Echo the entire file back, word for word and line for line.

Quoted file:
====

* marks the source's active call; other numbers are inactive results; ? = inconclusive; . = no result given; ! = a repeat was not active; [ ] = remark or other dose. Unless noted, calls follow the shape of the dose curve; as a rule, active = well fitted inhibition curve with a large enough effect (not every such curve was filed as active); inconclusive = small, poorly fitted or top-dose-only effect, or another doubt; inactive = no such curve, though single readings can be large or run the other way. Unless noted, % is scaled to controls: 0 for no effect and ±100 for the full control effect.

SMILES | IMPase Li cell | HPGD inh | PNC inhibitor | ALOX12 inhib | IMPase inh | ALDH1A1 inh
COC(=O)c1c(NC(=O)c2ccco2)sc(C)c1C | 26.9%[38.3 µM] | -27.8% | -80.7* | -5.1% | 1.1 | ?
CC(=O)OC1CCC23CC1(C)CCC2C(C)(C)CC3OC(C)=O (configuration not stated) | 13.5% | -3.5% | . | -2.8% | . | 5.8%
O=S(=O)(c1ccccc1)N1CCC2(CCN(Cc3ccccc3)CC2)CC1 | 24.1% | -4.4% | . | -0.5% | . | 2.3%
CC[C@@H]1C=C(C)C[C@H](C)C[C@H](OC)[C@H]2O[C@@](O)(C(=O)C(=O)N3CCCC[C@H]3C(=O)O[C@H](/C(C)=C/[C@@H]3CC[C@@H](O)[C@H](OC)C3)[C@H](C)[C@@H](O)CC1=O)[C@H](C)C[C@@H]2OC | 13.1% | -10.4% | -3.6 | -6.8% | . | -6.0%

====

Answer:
* marks the source's active call; other numbers are inactive results; ? = inconclusive; . = no result given; ! = a repeat was not active; [ ] = remark or other dose. Unless noted, calls follow the shape of the dose curve; as a rule, active = well fitted inhibition curve with a large enough effect (not every such curve was filed as active); inconclusive = small, poorly fitted or top-dose-only effect, or another doubt; inactive = no such curve, though single readings can be large or run the other way. Unless noted, % is scaled to controls: 0 for no effect and ±100 for the full control effect.

SMILES | IMPase Li cell | HPGD inh | PNC inhibitor | ALOX12 inhib | IMPase inh | ALDH1A1 inh
COC(=O)c1c(NC(=O)c2ccco2)sc(C)c1C | 26.9%[38.3 µM] | -27.8% | -80.7* | -5.1% | 1.1 | ?
CC(=O)OC1CCC23CC1(C)CCC2C(C)(C)CC3OC(C)=O (configuration not stated) | 13.5% | -3.5% | . | -2.8% | . | 5.8%
O=S(=O)(c1ccccc1)N1CCC2(CCN(Cc3ccccc3)CC2)CC1 | 24.1% | -4.4% | . | -0.5% | . | 2.3%
CC[C@@H]1C=C(C)C[C@H](C)C[C@H](OC)[C@H]2O[C@@](O)(C(=O)C(=O)N3CCCC[C@H]3C(=O)O[C@H](/C(C)=C/[C@@H]3CC[C@@H](O)[C@H](OC)C3)[C@H](C)[C@@H](O)CC1=O)[C@H](C)C[C@@H]2OC | 13.1% | -10.4% | -3.6 | -6.8% | . | -6.0%